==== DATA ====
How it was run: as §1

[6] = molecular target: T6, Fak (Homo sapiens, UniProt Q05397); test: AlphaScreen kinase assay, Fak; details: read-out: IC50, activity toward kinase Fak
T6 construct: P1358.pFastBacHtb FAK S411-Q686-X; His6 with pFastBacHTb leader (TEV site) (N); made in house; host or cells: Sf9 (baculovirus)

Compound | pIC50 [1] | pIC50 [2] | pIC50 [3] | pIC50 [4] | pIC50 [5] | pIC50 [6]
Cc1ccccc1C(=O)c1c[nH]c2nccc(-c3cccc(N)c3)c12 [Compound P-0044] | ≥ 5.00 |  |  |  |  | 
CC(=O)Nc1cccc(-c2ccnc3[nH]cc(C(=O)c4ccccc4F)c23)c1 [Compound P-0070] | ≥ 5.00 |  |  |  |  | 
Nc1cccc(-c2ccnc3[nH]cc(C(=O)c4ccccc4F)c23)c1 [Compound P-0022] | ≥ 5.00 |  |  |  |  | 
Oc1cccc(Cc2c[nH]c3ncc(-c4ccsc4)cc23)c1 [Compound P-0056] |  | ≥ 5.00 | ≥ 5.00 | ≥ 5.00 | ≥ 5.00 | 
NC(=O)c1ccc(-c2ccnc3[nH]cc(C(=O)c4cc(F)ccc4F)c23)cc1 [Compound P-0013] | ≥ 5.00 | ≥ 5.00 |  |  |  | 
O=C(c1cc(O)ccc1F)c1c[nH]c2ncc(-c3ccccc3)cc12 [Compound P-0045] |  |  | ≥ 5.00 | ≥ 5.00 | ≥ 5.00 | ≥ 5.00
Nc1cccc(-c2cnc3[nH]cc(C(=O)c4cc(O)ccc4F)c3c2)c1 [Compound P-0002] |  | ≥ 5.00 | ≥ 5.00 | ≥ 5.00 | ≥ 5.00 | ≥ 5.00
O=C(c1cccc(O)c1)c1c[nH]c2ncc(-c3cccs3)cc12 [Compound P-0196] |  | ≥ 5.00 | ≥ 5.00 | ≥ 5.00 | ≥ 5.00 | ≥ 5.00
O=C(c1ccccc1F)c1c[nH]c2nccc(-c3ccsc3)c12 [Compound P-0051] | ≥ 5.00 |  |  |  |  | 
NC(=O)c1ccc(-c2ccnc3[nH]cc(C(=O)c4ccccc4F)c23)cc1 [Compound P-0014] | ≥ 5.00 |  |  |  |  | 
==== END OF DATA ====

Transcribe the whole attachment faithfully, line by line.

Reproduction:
How it was run: as §1

[6] = molecular target: T6, Fak (Homo sapiens, UniProt Q05397); test: AlphaScreen kinase assay, Fak; details: read-out: IC50, activity toward kinase Fak
T6 construct: P1358.pFastBacHtb FAK S411-Q686-X; His6 with pFastBacHTb leader (TEV site) (N); made in house; host or cells: Sf9 (baculovirus)

Compound | pIC50 [1] | pIC50 [2] | pIC50 [3] | pIC50 [4] | pIC50 [5] | pIC50 [6]
Cc1ccccc1C(=O)c1c[nH]c2nccc(-c3cccc(N)c3)c12 [Compound P-0044] | ≥ 5.00 |  |  |  |  | 
CC(=O)Nc1cccc(-c2ccnc3[nH]cc(C(=O)c4ccccc4F)c23)c1 [Compound P-0070] | ≥ 5.00 |  |  |  |  | 
Nc1cccc(-c2ccnc3[nH]cc(C(=O)c4ccccc4F)c23)c1 [Compound P-0022] | ≥ 5.00 |  |  |  |  | 
Oc1cccc(Cc2c[nH]c3ncc(-c4ccsc4)cc23)c1 [Compound P-0056] |  | ≥ 5.00 | ≥ 5.00 | ≥ 5.00 | ≥ 5.00 | 
NC(=O)c1ccc(-c2ccnc3[nH]cc(C(=O)c4cc(F)ccc4F)c23)cc1 [Compound P-0013] | ≥ 5.00 | ≥ 5.00 |  |  |  | 
O=C(c1cc(O)ccc1F)c1c[nH]c2ncc(-c3ccccc3)cc12 [Compound P-0045] |  |  | ≥ 5.00 | ≥ 5.00 | ≥ 5.00 | ≥ 5.00
Nc1cccc(-c2cnc3[nH]cc(C(=O)c4cc(O)ccc4F)c3c2)c1 [Compound P-0002] |  | ≥ 5.00 | ≥ 5.00 | ≥ 5.00 | ≥ 5.00 | ≥ 5.00
O=C(c1cccc(O)c1)c1c[nH]c2ncc(-c3cccs3)cc12 [Compound P-0196] |  | ≥ 5.00 | ≥ 5.00 | ≥ 5.00 | ≥ 5.00 | ≥ 5.00
O=C(c1ccccc1F)c1c[nH]c2nccc(-c3ccsc3)c12 [Compound P-0051] | ≥ 5.00 |  |  |  |  | 
NC(=O)c1ccc(-c2ccnc3[nH]cc(C(=O)c4ccccc4F)c23)cc1 [Compound P-0014] | ≥ 5.00 |  |  |  |  | 